(U.S. Senator Kirsten Gillibrand sent the following letter to U.S. Secretary of Agriculture Tom Vilsack and to Anton Newspapers on March 16.)
This past week saw the state legislature, Senate and Assembly, work with the governor to pass significant legislation and reforms in what is being hailed as a week of momentous initiative. Unfortunately, no matter how much was positively accomplished, there will always be special interests that focus on the negatives and attempt to diminish the accomplishments as insufficient to their cause.
The fact is no legislation is ever perfect and I’ve shared my own concerns a number of times with you in the past. That being said, our goal is bi-partisan progress, no matter how incremental. We can’t afford to keep taxpayers forever mired in the mud. And to be honest, this was a pretty big week so I’d like to offer an overview of what we were able to achieve while addressing some criticisms you might have heard.
You might be familiar with the tale of the traveler who journeyed through Europe several hundred years ago. He came upon a village where there was a great deal of construction. He walked directly into the activity and asked a stonemason, “Excuse me sir, what’s going on here?” The worker replied curtly, “Can’t you see? I’m cutting stone.” The traveler approached another worker and asked the same question. The second replied, “Can’t you see? I’m preparing a foundation.” The traveler then approached a third laborer with the same question. The third mason paused and looking up at the edifice, replied, “Can’t you see? We’re building a cathedral.”
I share that story because its lesson can be applied to almost any human endeavor, but especially to our current efforts in Albany. We’ve been pretty busy so it’s natural to view our efforts individually as they unfold. Yet in doing so we may miss the bigger picture and worse, minimize what they mean to the larger goal. I think seeing that big picture is key to maintaining a motivated citizenry.
The New York State property tax cap that went into effect in June, 2011 is not a cap at all as there are many provisions that override the cap that include the pension exemption (Sect 1)(g)ii through iv), making it possible for increases in school budgets.
High property and school taxes in the present economic downturn have become unsustainable. This is the urgent message in Nassau County and across the state. It is time to revamp the entire system. The middle class is being squeezed dry to support outdated school mandates that are killing communities. Case in point: In the Franklin Square downtown area there are many vacated stores, as there are throughout Nassau County. Stores open and close their doors in a short time as rents and taxes continue to go through the roof.
In the South, if you were to make a plan that isn’t particularly sound or useful, you might hear someone utter, “That dog don’t hunt.”
For example, if a husband planned to golf on his wedding anniversary, that’s definitely “a dog that don’t hunt.” His decision to smooth things over by telling his wife he’ll take her along - even more so. If she responds with tickets to a Broadway show on Super Bowl Sunday – well, you get the picture.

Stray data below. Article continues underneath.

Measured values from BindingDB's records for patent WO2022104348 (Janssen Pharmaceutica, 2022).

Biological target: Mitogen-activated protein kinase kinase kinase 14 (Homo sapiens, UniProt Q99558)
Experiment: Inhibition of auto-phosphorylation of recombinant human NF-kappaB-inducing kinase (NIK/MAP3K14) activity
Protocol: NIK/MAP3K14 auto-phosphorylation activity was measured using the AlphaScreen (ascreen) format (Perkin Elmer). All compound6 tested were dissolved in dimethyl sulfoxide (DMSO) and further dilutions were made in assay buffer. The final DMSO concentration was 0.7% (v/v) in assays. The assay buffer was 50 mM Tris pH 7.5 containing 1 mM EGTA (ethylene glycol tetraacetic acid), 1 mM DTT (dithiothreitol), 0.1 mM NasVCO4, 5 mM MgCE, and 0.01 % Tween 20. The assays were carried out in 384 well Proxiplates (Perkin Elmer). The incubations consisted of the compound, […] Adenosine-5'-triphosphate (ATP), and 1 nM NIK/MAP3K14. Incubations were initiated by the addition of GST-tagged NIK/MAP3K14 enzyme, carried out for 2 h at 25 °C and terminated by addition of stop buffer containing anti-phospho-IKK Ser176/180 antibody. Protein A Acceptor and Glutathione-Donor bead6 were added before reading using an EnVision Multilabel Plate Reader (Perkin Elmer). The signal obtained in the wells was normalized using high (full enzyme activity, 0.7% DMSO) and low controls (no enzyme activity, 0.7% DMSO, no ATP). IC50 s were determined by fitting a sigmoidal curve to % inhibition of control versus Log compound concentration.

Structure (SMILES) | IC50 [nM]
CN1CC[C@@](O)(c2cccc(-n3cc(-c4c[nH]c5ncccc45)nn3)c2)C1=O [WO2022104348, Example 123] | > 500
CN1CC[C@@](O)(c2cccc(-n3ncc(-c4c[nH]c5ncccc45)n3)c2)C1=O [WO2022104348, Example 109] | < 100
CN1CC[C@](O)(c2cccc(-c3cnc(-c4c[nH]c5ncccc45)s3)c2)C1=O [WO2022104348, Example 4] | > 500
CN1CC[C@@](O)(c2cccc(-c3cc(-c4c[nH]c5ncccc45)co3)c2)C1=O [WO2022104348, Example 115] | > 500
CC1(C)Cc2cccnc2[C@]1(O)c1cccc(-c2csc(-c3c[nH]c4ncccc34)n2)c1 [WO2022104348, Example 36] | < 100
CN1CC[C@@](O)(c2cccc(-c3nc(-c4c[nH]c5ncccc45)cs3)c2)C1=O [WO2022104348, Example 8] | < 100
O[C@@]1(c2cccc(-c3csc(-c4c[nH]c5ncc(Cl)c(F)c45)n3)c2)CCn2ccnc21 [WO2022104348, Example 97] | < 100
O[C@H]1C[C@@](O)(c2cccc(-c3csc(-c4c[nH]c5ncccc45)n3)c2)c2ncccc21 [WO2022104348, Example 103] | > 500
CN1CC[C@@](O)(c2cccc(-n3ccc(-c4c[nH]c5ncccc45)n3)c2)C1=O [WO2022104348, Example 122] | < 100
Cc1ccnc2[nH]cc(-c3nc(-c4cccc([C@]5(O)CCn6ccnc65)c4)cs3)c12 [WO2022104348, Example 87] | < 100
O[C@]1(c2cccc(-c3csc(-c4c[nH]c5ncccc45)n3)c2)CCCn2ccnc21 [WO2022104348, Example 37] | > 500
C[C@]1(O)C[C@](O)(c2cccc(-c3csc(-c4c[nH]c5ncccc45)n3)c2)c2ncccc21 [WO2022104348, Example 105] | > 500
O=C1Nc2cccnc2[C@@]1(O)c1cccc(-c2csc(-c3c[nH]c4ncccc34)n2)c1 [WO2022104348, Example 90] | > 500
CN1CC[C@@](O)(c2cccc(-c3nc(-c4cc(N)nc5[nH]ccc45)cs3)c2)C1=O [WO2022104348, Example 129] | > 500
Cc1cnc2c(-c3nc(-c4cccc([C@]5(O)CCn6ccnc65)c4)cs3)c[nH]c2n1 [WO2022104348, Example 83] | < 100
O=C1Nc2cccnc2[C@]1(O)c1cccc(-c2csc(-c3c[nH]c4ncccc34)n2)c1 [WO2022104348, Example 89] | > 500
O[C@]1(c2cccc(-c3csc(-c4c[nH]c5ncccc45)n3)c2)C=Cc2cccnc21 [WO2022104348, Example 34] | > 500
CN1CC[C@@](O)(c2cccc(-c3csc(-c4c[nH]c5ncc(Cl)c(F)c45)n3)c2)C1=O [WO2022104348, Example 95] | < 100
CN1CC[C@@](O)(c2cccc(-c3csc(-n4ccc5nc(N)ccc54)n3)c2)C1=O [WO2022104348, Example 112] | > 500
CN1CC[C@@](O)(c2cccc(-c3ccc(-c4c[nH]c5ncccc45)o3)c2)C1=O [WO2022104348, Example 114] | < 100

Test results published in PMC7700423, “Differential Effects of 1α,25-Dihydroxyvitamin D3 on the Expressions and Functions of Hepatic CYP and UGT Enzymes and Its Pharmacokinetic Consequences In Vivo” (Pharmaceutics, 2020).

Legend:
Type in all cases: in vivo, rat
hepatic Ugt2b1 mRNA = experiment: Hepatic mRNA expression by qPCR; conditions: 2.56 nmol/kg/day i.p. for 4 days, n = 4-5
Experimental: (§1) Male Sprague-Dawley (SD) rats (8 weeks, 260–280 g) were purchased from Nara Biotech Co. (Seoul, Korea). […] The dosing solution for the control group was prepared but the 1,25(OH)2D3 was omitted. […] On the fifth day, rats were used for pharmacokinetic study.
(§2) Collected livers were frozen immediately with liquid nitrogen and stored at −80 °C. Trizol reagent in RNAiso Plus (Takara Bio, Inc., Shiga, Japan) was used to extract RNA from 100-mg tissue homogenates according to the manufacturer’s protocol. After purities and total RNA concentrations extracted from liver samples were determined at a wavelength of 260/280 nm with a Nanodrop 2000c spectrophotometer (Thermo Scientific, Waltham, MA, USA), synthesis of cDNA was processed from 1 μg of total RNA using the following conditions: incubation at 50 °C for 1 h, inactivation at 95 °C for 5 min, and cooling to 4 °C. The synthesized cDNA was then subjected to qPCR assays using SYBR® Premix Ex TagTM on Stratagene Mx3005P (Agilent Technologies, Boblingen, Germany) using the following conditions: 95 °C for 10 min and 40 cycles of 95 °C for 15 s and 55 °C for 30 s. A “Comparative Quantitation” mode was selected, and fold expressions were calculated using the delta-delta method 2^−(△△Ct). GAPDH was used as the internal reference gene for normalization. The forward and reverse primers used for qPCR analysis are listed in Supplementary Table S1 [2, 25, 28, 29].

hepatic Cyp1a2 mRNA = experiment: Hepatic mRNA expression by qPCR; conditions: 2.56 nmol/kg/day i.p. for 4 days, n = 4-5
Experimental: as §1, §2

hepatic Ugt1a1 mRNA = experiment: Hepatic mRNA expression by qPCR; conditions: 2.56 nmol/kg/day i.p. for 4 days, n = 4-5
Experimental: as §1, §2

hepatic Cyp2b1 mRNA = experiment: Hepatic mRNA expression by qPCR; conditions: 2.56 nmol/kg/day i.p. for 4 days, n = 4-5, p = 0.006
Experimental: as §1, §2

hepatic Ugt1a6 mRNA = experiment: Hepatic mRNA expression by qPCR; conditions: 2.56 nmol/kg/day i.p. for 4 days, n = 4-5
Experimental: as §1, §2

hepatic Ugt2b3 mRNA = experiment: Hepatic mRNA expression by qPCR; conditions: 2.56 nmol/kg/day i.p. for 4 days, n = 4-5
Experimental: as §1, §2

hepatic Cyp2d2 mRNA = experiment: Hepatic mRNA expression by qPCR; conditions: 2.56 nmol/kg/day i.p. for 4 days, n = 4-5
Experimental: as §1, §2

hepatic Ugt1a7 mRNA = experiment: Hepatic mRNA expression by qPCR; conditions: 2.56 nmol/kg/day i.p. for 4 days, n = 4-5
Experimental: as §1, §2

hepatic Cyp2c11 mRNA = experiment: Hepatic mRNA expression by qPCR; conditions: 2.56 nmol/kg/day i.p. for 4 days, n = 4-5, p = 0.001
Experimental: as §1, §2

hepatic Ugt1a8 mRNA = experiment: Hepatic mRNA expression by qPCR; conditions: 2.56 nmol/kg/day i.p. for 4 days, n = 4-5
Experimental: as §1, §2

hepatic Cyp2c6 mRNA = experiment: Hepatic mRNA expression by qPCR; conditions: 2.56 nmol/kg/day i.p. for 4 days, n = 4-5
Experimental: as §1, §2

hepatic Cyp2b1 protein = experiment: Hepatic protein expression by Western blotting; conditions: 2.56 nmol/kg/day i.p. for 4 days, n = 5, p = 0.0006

It is my opinion that the quality of life in Nassau and Suffolk Counties and surrounding areas has greatly improved, culturally, with the construction and opening of Molloy College’s $28 million state-of-the-art Madison Theatre, where Broadway-quality performances are being presented on a regular basis, closer to our homes and at a great savings, compared to The Great White Way’s ticket prices.
I spent Presidents’ Week break away with my wife and our girls and I guess I relaxed as much as a dad with four daughters who text and email actually can. I can’t say that I totally managed to put my Senate work aside either, but my wife says that I was definitely less compulsive about it than usual, so I’ll take that as progress. Anyway, while on break I discovered an interesting book entitled 100 Quotes to Make You Think! and this particular one struck me as a great metaphor for our government and what we should strive for:
A society grows great when old men plant trees whose shade they know they shall never sit in.
With the support of Senator Jack M. Martins, the New York State Senate passed “Tiffany’s Law” (S.2860A) that requires all prior convictions of operating a vehicle while intoxicated, whether it be an automobile (DWI), snowmobile (SWI), or all-terrain vehicle, be considered during sentencing of a subsequent Boating While Intoxicated (BWI) conviction. In turn, any person convicted of BWI would have that charge considered during any subsequent DWI, SWI or ATV offense.
You might call it a pedestrian “no-man’s land,” a 16-mile stretch of roadway where an average of five people die each year. It’s not Manhattan’s Broadway or the Bronx’s Grand Concourse, nor is it notorious Queens Boulevard. It’s actually here in our backyard, Route 24, better known as Hempstead Turnpike.
The Tri-State Transportation Campaign has identified the turnpike as the most dangerous road for pedestrians in the region for the last three years. This is an unfortunate distinction, but one that is finally drawing attention to a problem many of us have at least intuitively recognized for a long time. If you live, work, or even regularly drive there, you know it can be dangerous.
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